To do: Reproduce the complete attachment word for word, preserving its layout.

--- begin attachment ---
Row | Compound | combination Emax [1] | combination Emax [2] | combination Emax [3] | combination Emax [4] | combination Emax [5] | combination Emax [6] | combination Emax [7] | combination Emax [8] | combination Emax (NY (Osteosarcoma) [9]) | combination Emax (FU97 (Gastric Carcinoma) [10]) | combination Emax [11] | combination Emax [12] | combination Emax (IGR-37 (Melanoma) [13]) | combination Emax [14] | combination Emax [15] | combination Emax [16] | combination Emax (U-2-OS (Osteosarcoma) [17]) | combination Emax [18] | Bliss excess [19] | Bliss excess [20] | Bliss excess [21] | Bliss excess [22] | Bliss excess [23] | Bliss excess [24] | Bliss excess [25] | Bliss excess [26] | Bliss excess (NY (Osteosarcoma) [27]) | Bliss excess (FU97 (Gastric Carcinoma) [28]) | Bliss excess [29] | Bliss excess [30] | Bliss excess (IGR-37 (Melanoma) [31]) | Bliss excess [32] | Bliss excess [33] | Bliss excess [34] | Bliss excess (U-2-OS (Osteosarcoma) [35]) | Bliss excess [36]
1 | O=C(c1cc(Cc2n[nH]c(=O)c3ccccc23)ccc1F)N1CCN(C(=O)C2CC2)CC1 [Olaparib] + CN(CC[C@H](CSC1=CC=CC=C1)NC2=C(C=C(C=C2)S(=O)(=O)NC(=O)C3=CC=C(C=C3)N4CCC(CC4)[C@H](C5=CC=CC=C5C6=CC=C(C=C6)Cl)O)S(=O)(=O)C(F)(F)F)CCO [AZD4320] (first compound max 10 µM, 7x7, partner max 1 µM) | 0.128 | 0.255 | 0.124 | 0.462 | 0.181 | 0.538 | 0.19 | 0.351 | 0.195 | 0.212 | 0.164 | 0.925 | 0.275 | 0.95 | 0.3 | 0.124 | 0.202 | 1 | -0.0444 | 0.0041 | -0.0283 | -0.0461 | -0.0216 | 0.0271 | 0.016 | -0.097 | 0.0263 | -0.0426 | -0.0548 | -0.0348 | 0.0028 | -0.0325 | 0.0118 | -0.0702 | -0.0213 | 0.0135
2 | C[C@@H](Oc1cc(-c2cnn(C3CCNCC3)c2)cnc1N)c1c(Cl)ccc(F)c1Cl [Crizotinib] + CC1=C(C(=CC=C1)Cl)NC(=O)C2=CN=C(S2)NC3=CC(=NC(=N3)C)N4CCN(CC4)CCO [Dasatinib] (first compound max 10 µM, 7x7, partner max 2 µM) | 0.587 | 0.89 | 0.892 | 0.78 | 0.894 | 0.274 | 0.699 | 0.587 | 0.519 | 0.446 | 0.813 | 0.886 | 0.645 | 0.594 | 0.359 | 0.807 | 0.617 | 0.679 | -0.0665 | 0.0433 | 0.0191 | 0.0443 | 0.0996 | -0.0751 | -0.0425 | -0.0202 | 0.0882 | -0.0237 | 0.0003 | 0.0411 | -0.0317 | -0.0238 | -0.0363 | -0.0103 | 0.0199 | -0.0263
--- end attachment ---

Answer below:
Row | Compound | combination Emax [1] | combination Emax [2] | combination Emax [3] | combination Emax [4] | combination Emax [5] | combination Emax [6] | combination Emax [7] | combination Emax [8] | combination Emax (NY (Osteosarcoma) [9]) | combination Emax (FU97 (Gastric Carcinoma) [10]) | combination Emax [11] | combination Emax [12] | combination Emax (IGR-37 (Melanoma) [13]) | combination Emax [14] | combination Emax [15] | combination Emax [16] | combination Emax (U-2-OS (Osteosarcoma) [17]) | combination Emax [18] | Bliss excess [19] | Bliss excess [20] | Bliss excess [21] | Bliss excess [22] | Bliss excess [23] | Bliss excess [24] | Bliss excess [25] | Bliss excess [26] | Bliss excess (NY (Osteosarcoma) [27]) | Bliss excess (FU97 (Gastric Carcinoma) [28]) | Bliss excess [29] | Bliss excess [30] | Bliss excess (IGR-37 (Melanoma) [31]) | Bliss excess [32] | Bliss excess [33] | Bliss excess [34] | Bliss excess (U-2-OS (Osteosarcoma) [35]) | Bliss excess [36]
1 | O=C(c1cc(Cc2n[nH]c(=O)c3ccccc23)ccc1F)N1CCN(C(=O)C2CC2)CC1 [Olaparib] + CN(CC[C@H](CSC1=CC=CC=C1)NC2=C(C=C(C=C2)S(=O)(=O)NC(=O)C3=CC=C(C=C3)N4CCC(CC4)[C@H](C5=CC=CC=C5C6=CC=C(C=C6)Cl)O)S(=O)(=O)C(F)(F)F)CCO [AZD4320] (first compound max 10 µM, 7x7, partner max 1 µM) | 0.128 | 0.255 | 0.124 | 0.462 | 0.181 | 0.538 | 0.19 | 0.351 | 0.195 | 0.212 | 0.164 | 0.925 | 0.275 | 0.95 | 0.3 | 0.124 | 0.202 | 1 | -0.0444 | 0.0041 | -0.0283 | -0.0461 | -0.0216 | 0.0271 | 0.016 | -0.097 | 0.0263 | -0.0426 | -0.0548 | -0.0348 | 0.0028 | -0.0325 | 0.0118 | -0.0702 | -0.0213 | 0.0135
2 | C[C@@H](Oc1cc(-c2cnn(C3CCNCC3)c2)cnc1N)c1c(Cl)ccc(F)c1Cl [Crizotinib] + CC1=C(C(=CC=C1)Cl)NC(=O)C2=CN=C(S2)NC3=CC(=NC(=N3)C)N4CCN(CC4)CCO [Dasatinib] (first compound max 10 µM, 7x7, partner max 2 µM) | 0.587 | 0.89 | 0.892 | 0.78 | 0.894 | 0.274 | 0.699 | 0.587 | 0.519 | 0.446 | 0.813 | 0.886 | 0.645 | 0.594 | 0.359 | 0.807 | 0.617 | 0.679 | -0.0665 | 0.0433 | 0.0191 | 0.0443 | 0.0996 | -0.0751 | -0.0425 | -0.0202 | 0.0882 | -0.0237 | 0.0003 | 0.0411 | -0.0317 | -0.0238 | -0.0363 | -0.0103 | 0.0199 | -0.0263